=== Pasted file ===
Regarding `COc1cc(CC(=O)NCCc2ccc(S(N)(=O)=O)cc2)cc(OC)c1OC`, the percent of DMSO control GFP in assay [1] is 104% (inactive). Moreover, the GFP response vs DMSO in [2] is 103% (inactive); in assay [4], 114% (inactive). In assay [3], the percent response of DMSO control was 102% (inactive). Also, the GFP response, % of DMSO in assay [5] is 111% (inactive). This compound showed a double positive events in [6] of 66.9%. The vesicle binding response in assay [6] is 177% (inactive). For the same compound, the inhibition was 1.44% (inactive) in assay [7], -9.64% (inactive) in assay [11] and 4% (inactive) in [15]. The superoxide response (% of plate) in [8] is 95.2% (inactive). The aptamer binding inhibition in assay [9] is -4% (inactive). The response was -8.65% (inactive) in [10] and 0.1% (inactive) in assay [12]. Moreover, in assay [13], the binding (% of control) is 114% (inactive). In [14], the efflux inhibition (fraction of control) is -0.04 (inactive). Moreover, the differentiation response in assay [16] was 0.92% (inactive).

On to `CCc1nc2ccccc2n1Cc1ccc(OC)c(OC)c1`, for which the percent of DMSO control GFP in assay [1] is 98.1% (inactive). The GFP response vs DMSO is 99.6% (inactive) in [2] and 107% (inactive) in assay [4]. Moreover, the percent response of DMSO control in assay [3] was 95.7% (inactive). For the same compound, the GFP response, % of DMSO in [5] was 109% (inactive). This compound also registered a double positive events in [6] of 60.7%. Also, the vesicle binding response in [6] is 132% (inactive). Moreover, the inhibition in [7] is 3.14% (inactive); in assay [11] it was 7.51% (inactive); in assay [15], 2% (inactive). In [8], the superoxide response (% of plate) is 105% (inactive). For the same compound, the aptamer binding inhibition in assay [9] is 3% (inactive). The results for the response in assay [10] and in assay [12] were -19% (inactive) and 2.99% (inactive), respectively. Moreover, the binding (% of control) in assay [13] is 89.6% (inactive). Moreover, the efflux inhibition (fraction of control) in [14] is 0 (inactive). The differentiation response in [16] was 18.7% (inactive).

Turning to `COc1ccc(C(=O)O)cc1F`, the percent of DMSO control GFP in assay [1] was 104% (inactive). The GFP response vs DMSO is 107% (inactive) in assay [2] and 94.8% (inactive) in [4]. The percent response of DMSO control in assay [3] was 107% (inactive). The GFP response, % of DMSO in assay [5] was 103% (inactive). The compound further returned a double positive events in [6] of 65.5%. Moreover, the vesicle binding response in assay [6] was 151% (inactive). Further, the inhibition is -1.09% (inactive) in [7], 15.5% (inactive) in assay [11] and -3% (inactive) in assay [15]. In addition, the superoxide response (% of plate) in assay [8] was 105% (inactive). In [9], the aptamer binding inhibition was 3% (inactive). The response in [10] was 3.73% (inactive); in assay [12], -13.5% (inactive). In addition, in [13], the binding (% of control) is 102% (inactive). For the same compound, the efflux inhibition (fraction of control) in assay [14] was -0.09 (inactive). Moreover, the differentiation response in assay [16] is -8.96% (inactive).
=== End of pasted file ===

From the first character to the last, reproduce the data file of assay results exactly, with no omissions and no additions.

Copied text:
Regarding `COc1cc(CC(=O)NCCc2ccc(S(N)(=O)=O)cc2)cc(OC)c1OC`, the percent of DMSO control GFP in assay [1] is 104% (inactive). Moreover, the GFP response vs DMSO in [2] is 103% (inactive); in assay [4], 114% (inactive). In assay [3], the percent response of DMSO control was 102% (inactive). Also, the GFP response, % of DMSO in assay [5] is 111% (inactive). This compound showed a double positive events in [6] of 66.9%. The vesicle binding response in assay [6] is 177% (inactive). For the same compound, the inhibition was 1.44% (inactive) in assay [7], -9.64% (inactive) in assay [11] and 4% (inactive) in [15]. The superoxide response (% of plate) in [8] is 95.2% (inactive). The aptamer binding inhibition in assay [9] is -4% (inactive). The response was -8.65% (inactive) in [10] and 0.1% (inactive) in assay [12]. Moreover, in assay [13], the binding (% of control) is 114% (inactive). In [14], the efflux inhibition (fraction of control) is -0.04 (inactive). Moreover, the differentiation response in assay [16] was 0.92% (inactive).

On to `CCc1nc2ccccc2n1Cc1ccc(OC)c(OC)c1`, for which the percent of DMSO control GFP in assay [1] is 98.1% (inactive). The GFP response vs DMSO is 99.6% (inactive) in [2] and 107% (inactive) in assay [4]. Moreover, the percent response of DMSO control in assay [3] was 95.7% (inactive). For the same compound, the GFP response, % of DMSO in [5] was 109% (inactive). This compound also registered a double positive events in [6] of 60.7%. Also, the vesicle binding response in [6] is 132% (inactive). Moreover, the inhibition in [7] is 3.14% (inactive); in assay [11] it was 7.51% (inactive); in assay [15], 2% (inactive). In [8], the superoxide response (% of plate) is 105% (inactive). For the same compound, the aptamer binding inhibition in assay [9] is 3% (inactive). The results for the response in assay [10] and in assay [12] were -19% (inactive) and 2.99% (inactive), respectively. Moreover, the binding (% of control) in assay [13] is 89.6% (inactive). Moreover, the efflux inhibition (fraction of control) in [14] is 0 (inactive). The differentiation response in [16] was 18.7% (inactive).

Turning to `COc1ccc(C(=O)O)cc1F`, the percent of DMSO control GFP in assay [1] was 104% (inactive). The GFP response vs DMSO is 107% (inactive) in assay [2] and 94.8% (inactive) in [4]. The percent response of DMSO control in assay [3] was 107% (inactive). The GFP response, % of DMSO in assay [5] was 103% (inactive). The compound further returned a double positive events in [6] of 65.5%. Moreover, the vesicle binding response in assay [6] was 151% (inactive). Further, the inhibition is -1.09% (inactive) in [7], 15.5% (inactive) in assay [11] and -3% (inactive) in assay [15]. In addition, the superoxide response (% of plate) in assay [8] was 105% (inactive). In [9], the aptamer binding inhibition was 3% (inactive). The response in [10] was 3.73% (inactive); in assay [12], -13.5% (inactive). In addition, in [13], the binding (% of control) is 102% (inactive). For the same compound, the efflux inhibition (fraction of control) in assay [14] was -0.09 (inactive). Moreover, the differentiation response in assay [16] is -8.96% (inactive).